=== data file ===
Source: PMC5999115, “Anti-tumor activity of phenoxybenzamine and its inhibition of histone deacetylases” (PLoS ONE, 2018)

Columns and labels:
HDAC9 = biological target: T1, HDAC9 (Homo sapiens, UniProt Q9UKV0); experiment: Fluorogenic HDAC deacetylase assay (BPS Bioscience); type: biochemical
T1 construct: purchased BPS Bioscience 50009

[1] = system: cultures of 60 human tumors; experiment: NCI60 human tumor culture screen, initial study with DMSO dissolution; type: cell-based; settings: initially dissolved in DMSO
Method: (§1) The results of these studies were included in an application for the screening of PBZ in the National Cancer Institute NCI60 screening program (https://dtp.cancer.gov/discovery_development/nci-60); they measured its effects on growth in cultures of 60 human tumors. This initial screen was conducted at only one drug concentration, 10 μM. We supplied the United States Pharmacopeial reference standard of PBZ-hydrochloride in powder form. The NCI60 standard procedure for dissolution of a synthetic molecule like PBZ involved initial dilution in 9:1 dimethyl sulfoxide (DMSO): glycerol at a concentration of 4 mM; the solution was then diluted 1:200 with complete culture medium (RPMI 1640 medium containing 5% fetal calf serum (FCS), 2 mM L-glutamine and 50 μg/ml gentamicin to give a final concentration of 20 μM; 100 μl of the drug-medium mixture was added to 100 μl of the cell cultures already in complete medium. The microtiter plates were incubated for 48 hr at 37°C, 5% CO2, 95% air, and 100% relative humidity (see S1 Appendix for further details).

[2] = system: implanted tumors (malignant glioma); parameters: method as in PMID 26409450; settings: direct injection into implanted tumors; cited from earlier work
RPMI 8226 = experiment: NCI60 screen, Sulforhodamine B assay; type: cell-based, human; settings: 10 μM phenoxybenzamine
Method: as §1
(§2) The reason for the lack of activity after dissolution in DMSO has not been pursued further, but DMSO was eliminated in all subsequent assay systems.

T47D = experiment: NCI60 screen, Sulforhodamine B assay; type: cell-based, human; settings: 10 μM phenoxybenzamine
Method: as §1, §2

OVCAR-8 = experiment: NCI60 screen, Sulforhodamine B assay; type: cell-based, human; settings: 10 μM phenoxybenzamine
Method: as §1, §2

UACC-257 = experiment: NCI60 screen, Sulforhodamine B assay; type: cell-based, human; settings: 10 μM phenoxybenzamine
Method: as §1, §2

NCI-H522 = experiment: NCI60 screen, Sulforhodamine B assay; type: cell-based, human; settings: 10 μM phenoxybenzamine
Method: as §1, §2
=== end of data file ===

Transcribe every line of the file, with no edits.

Source: PMC5999115, “Anti-tumor activity of phenoxybenzamine and its inhibition of histone deacetylases” (PLoS ONE, 2018)

Columns and labels:
HDAC9 = biological target: T1, HDAC9 (Homo sapiens, UniProt Q9UKV0); experiment: Fluorogenic HDAC deacetylase assay (BPS Bioscience); type: biochemical
T1 construct: purchased BPS Bioscience 50009

[1] = system: cultures of 60 human tumors; experiment: NCI60 human tumor culture screen, initial study with DMSO dissolution; type: cell-based; settings: initially dissolved in DMSO
Method: (§1) The results of these studies were included in an application for the screening of PBZ in the National Cancer Institute NCI60 screening program (https://dtp.cancer.gov/discovery_development/nci-60); they measured its effects on growth in cultures of 60 human tumors. This initial screen was conducted at only one drug concentration, 10 μM. We supplied the United States Pharmacopeial reference standard of PBZ-hydrochloride in powder form. The NCI60 standard procedure for dissolution of a synthetic molecule like PBZ involved initial dilution in 9:1 dimethyl sulfoxide (DMSO): glycerol at a concentration of 4 mM; the solution was then diluted 1:200 with complete culture medium (RPMI 1640 medium containing 5% fetal calf serum (FCS), 2 mM L-glutamine and 50 μg/ml gentamicin to give a final concentration of 20 μM; 100 μl of the drug-medium mixture was added to 100 μl of the cell cultures already in complete medium. The microtiter plates were incubated for 48 hr at 37°C, 5% CO2, 95% air, and 100% relative humidity (see S1 Appendix for further details).

[2] = system: implanted tumors (malignant glioma); parameters: method as in PMID 26409450; settings: direct injection into implanted tumors; cited from earlier work
RPMI 8226 = experiment: NCI60 screen, Sulforhodamine B assay; type: cell-based, human; settings: 10 μM phenoxybenzamine
Method: as §1
(§2) The reason for the lack of activity after dissolution in DMSO has not been pursued further, but DMSO was eliminated in all subsequent assay systems.

T47D = experiment: NCI60 screen, Sulforhodamine B assay; type: cell-based, human; settings: 10 μM phenoxybenzamine
Method: as §1, §2

OVCAR-8 = experiment: NCI60 screen, Sulforhodamine B assay; type: cell-based, human; settings: 10 μM phenoxybenzamine
Method: as §1, §2

UACC-257 = experiment: NCI60 screen, Sulforhodamine B assay; type: cell-based, human; settings: 10 μM phenoxybenzamine
Method: as §1, §2

NCI-H522 = experiment: NCI60 screen, Sulforhodamine B assay; type: cell-based, human; settings: 10 μM phenoxybenzamine
Method: as §1, §2